Blind jazz pianist, George Shearing, according to a popular story, was waiting at a busy intersection for somebody to help him across. He heard a tapping and a man spoke: “I am blind. Please could you help me across the road?” He is later quoted as responding: “What could I do? I took him across and it was the most thrilling moment of my life!”
It is, I think, an apt illustration for how we try to understand God. When it comes to making sense of the divine, we are all basically blind. And so we construct ways to make sense of the fundamentally insensible. We develop rules and creeds, and search for signs in the world around us, all so that the enormity of God’s unknownness seems a little less terrifying.
Today I want to address one of our more common misunderstandings: believing that acting morally is what God most desires of us. I apologise that in order to do even remote justice to my argument, this will have to be a longer than normal post. Stop reading when you get bored.
Despite our almost pathological obsession with being good, something that many of the wise men in the Bible – Solomon, Job, Jesus himself – note, is that morality seems to have no bearing on God’s ‘blessings’. Consider, for example, Jesus’ words:
“But I tell you: Love your enemies and pray for those who persecute you, that you may be sons of your Father in heaven. He causes his sun to rise on the evil and the good, and sends rain on the righteous and the unrighteous.” (Matthew 5: 44-45)
To complicate matters, we fail to recognise that one’s ‘goodness’ is not determined by one’s actions. One does not do good deeds and become good. Rather, one’s good deeds are the natural manifestation of good character. It is easy for a ‘bad’ person to do good deeds, just as it is for a ‘good’ person to do bad ones. Jesus had this to say about it (Matthew 15):
1 Then some Pharisees and teachers of the law came to Jesus from Jerusalem and asked, 2 “Why do your disciples break the tradition of the elders? They don’t wash their hands before they eat!” 3 Jesus replied, “And why do you break the command of God for the sake of your tradition? 4 For God said, ‘Honor your father and mother’ and ‘Anyone who curses his father or mother must be put to death.’ 5But you say that if a man says to his father or mother, ‘Whatever help you might otherwise have received from me is a gift devoted to God,’ 6 he is not to ‘honor his father ‘ with it. Thus you nullify the word of God for the sake of your tradition. 7 You hypocrites! Isaiah was right when he prophesied about you: 8 ” ‘These people honor me with their lips, but their hearts are far from me. 9 They worship me in vain; their teachings are but rules taught by men.'”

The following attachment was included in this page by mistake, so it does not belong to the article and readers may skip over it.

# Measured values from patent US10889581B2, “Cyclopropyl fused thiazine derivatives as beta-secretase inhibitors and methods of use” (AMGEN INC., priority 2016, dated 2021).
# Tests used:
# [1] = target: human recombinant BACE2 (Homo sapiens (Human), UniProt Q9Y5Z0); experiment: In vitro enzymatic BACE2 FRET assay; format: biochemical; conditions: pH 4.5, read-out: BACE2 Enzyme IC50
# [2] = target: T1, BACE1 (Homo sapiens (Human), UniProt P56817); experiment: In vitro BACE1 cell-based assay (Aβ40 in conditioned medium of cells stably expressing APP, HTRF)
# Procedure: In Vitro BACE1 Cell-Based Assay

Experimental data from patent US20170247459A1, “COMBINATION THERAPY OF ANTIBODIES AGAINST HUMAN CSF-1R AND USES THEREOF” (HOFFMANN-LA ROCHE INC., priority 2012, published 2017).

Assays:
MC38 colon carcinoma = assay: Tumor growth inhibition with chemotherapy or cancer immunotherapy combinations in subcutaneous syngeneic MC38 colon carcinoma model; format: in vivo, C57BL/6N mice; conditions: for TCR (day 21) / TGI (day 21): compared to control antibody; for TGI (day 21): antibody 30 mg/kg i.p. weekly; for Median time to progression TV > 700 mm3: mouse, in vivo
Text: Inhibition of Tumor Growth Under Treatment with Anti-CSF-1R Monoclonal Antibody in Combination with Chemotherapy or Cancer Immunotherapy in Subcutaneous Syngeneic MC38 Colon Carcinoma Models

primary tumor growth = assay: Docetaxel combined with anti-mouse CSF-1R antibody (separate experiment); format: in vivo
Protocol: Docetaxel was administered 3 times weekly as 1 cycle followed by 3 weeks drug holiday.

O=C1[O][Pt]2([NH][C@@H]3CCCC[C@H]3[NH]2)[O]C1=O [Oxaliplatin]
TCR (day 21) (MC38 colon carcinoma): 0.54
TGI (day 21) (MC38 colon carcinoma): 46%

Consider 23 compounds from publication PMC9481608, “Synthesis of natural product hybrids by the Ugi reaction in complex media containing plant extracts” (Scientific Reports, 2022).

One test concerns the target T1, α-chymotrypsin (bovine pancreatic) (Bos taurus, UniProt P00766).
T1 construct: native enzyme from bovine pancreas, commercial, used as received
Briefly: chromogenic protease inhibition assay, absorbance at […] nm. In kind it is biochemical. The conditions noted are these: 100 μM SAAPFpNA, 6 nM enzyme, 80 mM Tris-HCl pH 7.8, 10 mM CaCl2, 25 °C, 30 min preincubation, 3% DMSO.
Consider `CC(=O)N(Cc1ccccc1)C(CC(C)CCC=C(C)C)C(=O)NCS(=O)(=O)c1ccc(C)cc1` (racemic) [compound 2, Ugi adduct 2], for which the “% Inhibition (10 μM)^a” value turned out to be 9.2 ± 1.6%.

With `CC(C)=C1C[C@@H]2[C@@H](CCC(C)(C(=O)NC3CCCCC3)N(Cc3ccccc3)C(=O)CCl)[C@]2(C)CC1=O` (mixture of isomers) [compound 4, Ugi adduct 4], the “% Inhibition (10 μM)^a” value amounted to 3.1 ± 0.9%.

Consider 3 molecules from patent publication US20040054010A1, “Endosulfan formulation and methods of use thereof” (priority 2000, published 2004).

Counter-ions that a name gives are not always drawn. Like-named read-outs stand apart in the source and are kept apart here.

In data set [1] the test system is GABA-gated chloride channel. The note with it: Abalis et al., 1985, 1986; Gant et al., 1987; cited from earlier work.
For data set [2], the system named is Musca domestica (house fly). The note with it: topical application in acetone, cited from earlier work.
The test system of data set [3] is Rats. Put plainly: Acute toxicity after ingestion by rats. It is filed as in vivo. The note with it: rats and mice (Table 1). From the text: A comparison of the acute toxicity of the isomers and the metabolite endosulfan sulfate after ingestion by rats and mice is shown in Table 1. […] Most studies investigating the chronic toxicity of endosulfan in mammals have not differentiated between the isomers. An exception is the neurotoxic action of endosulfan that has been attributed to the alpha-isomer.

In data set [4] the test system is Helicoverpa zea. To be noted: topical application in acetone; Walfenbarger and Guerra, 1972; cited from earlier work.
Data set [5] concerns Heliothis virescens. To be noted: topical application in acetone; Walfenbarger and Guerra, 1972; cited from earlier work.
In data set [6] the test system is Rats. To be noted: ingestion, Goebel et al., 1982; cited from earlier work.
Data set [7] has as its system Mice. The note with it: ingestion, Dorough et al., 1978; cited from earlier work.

10 Jesus called the crowd to him and said, “Listen and understand. 11 What goes into a man’s mouth does not make him ‘unclean,’ but what comes out of his mouth, that is what makes him ‘unclean.’ ” 12 Then the disciples came to him and asked, “Do you know that the Pharisees were offended when they heard this?” 13 He replied, “Every plant that my heavenly Father has not planted will be pulled up by the roots. 14 Leave them; they are blind guides. If a blind man leads a blind man, both will fall into a pit.”
15Peter said, “Explain the parable to us.”
16 “Are you still so dull?” Jesus asked them. 17 “Don’t you see that whatever enters the mouth goes into the stomach and then out of the body? 18 But the things that come out of the mouth come from the heart, and these make a man ‘unclean.’ 19 For out of the heart come evil thoughts, murder, adultery, sexual immorality, theft, false testimony, slander. 20 These are what make a man ‘unclean’; but eating with unwashed hands does not make him ‘unclean.’ ”
Having never been unconstrained by time, as God is, I am in no position to even begin to speculate about how the universe looks from that perspective, but when I try, I cannot see how any single deed has resonance in that space. Actions are time-based; they have a beginning and an end. This would mean that they could hold no value in a timeless realm. Character, on the other hand, probably would. A state of being, I think, would transcend time. That is why descriptions of God through the prophets and through Jesus base themselves primarily on His character. That is also, I think, why ‘cleanness’ or ‘uncleanness’ are less about actions and more about character.
This means that salvation by faith, which the Bible espouses, should not be viewed as an action. It is not a raising of the hand in a room full of people with their eyes closed. It is not the saying of a ‘sinner’s prayer’. Those are actions. Faithfulness is a state of being. It is not something you do, but something you are. And only God can create or alter a state of being.
That is why when Jesus says: “I am the way and the truth and the life. No-one comes to the Father but through me” (John 14: 6) I do not think he is saying that unless you say the right prayer to the right deity you are condemned. That would be an action-based interpretation. I think he means that only God – through the incarnation of Jesus – is able to restore humanity to a state of being that allows communion with God, because only God can alter a state of being.